On Step 1 of the sign up wizard, USE YOUR REAL NAME, EMAIL, PHONE, and ORGANIZATION INFORMATION. This WON’T CONFLICT with a real account you have at work or school. This is just display and contact information for the trial you are creating.
Step 2 is where you want to come up with a good name that doesn’t conflict with a long-term account you already own or wish to create in the future. These instructions are intended to help you create a trial account that will be used for the duration of the trial period, and no longer. If you are looking to create an official account for your organization you need to do more planning. Anyhow:
For the User Name, I recommend using something like your FirstNameLastName. This will make it easy to remember. For example, in my case I would use BretStateham, Of course, use whatever you like.
For the company or organization name, I recommend using your Initials, and the event name, YourInitialsEventName.onmicrosoft.com . For example, if I were creating one to use at LAHacks, I might use BssLaHacks.onmicrosoft.com
Make sure to create a good password that you will remember. You may want to note all of the things you used on this form.
For Step 3, you will need to enter your REAL cell phone number, have the system send you a verification code via text, then enter the verification code you receive, and create your account
After just a short time(a minute or two), your account should be ready:
Make a note of your new trial account User ID: FirstNameLastName@YourInitialsEventName.onmicrosoft.com (or whatever you used)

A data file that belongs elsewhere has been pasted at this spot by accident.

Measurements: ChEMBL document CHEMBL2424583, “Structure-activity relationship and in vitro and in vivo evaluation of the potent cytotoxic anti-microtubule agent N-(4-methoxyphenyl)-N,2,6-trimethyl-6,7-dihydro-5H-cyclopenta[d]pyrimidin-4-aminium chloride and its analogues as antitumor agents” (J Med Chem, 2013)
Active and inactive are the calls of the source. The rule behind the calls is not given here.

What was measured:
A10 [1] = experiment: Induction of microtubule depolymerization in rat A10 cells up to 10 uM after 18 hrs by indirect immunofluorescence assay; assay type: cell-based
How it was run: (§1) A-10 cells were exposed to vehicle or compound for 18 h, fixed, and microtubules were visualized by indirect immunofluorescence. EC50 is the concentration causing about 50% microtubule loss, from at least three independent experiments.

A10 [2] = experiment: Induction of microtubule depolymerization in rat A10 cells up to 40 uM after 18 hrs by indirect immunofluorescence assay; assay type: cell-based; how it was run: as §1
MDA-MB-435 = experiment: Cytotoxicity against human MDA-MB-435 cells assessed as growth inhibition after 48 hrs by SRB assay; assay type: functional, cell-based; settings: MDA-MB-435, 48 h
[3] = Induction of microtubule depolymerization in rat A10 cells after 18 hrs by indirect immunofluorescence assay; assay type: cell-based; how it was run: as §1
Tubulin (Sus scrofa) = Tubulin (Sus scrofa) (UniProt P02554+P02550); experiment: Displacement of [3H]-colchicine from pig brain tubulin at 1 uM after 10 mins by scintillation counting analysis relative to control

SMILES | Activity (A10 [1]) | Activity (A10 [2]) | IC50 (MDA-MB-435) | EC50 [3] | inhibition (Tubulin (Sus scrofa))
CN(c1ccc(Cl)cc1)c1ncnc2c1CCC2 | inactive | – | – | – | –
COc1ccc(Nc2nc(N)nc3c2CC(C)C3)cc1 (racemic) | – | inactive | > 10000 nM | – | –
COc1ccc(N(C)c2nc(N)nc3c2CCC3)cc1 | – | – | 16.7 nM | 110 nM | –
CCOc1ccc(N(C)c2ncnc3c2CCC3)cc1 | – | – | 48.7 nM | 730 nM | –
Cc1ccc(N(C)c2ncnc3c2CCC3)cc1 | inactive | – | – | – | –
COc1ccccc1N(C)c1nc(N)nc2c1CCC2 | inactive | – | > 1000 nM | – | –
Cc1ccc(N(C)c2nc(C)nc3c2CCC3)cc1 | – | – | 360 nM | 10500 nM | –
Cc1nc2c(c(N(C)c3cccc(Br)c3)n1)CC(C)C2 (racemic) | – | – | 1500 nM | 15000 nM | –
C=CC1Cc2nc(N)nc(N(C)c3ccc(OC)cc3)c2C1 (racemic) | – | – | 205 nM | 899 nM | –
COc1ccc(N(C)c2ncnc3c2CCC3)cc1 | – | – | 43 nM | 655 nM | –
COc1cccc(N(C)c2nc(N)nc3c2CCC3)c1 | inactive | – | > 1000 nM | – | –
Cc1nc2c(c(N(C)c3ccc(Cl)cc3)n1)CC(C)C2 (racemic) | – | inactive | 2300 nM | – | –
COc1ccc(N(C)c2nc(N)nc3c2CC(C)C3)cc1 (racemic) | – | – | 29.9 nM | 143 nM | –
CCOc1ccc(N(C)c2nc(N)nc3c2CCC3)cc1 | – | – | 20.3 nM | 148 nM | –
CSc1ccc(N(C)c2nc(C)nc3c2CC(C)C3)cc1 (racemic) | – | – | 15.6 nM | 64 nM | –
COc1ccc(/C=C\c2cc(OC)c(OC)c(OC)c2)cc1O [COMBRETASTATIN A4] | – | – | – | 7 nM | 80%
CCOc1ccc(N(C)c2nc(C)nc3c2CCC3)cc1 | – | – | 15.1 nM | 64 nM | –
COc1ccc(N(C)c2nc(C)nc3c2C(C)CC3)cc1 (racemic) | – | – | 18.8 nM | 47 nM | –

Make sure to remember your password. If you haven’t done so already you may want to make note of all of the info.
If you click on the “You’re ready to go…” link in on the screen, you will be taken into your Office 365 Portal (https://portal.office.com) . The office apps (like Mail, Word, etc) should be ready in just a few minutes.
You can then go to http://powerbi.com (in the same browser if possible) and sign in with your new trial account user ID:
When prompted, click the “Start” link to accept the license agreement:
And after another minute or so, you should be in Power BI, and ready to start working!
Adding Users to your Office 365 Trial
If you have created an Office 365 trial account as outlined above, you can easily add other users to your trial. This is really handy at an event like a hackathon where you might want to give multiple members of your team access to your Power BI data sets, reports, etc. Your can add a total of 25 users (including yourself) to your trial account.
On the admin page, along the left, expand “USERS”, then select “Active Users”, and click on the “+” button to create a new user:
Complete the information for the new user. You can either type a password in for them, or let a password be auto-generated and sent to them via email. You can also add additional emails to send the password to, just semi-colon delimit the list of emails:
The new User ID temporary auto-generated password will be displayed in the browser:
But if you put the new user’s real email address in as the address to send the password to, within a couple of minutes the new user should receive an email with their login info:
The new user can then use then open up a private browser session and login to http://powerbi.com using the new User ID and temporary password. They can then change the password to something they will remember:
And the new user will then be given access to Power BI (note, they can also login to https://portal.office.com to access office resources like email and more)